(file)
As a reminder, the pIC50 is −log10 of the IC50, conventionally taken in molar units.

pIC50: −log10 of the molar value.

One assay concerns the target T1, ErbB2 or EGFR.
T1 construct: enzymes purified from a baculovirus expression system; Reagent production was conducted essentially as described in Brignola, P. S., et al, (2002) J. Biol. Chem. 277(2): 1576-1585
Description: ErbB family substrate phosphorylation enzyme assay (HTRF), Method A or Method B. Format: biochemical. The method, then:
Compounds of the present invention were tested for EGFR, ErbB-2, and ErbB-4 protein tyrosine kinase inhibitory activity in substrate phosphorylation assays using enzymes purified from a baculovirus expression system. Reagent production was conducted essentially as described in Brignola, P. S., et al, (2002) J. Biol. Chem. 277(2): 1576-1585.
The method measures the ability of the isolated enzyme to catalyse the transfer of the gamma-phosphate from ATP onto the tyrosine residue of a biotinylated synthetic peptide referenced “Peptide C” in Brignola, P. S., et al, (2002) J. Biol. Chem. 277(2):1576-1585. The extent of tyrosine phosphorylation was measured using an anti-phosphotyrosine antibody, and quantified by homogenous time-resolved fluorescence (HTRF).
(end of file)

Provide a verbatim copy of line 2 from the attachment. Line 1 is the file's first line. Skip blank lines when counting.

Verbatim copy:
pIC50: −log10 of the molar value.